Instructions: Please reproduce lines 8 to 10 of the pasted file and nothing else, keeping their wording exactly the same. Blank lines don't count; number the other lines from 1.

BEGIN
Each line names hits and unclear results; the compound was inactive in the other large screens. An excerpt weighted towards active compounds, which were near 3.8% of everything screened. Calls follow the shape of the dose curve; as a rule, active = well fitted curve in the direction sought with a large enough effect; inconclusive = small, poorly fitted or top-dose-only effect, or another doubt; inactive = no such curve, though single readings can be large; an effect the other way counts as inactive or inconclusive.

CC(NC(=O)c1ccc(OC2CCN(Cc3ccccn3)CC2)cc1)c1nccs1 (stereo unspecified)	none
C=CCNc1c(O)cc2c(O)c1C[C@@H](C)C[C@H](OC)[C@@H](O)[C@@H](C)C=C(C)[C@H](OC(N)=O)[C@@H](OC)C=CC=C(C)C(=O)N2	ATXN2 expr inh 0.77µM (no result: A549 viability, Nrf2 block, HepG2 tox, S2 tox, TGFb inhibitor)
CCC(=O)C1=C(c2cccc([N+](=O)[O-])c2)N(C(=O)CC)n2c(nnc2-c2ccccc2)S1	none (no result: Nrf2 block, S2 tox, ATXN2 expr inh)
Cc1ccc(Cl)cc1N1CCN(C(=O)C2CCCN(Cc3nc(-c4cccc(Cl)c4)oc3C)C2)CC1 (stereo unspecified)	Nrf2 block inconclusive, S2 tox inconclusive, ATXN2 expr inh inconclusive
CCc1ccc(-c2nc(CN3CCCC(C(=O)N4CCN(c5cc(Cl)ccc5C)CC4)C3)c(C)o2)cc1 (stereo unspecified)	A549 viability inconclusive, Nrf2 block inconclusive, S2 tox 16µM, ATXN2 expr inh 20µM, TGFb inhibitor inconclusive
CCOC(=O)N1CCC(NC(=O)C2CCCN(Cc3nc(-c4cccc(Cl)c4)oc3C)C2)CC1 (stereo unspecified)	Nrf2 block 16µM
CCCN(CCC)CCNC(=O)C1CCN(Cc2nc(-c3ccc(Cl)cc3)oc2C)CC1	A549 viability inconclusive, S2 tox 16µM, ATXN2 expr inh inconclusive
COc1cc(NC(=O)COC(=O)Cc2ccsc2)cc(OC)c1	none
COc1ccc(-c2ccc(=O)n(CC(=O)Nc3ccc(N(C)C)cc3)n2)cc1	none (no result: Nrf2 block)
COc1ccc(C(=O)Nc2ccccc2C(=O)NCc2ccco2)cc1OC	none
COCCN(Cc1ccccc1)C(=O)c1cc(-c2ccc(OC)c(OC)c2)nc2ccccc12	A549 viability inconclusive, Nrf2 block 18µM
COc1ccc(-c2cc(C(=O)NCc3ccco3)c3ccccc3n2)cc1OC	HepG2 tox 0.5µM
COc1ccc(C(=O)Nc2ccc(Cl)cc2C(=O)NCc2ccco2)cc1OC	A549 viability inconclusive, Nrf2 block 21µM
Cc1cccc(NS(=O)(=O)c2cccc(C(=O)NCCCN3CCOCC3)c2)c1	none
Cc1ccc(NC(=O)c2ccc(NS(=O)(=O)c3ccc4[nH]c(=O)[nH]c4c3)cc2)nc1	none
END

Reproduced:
CCCN(CCC)CCNC(=O)C1CCN(Cc2nc(-c3ccc(Cl)cc3)oc2C)CC1	A549 viability inconclusive, S2 tox 16µM, ATXN2 expr inh inconclusive
COc1cc(NC(=O)COC(=O)Cc2ccsc2)cc(OC)c1	none
COc1ccc(-c2ccc(=O)n(CC(=O)Nc3ccc(N(C)C)cc3)n2)cc1	none (no result: Nrf2 block)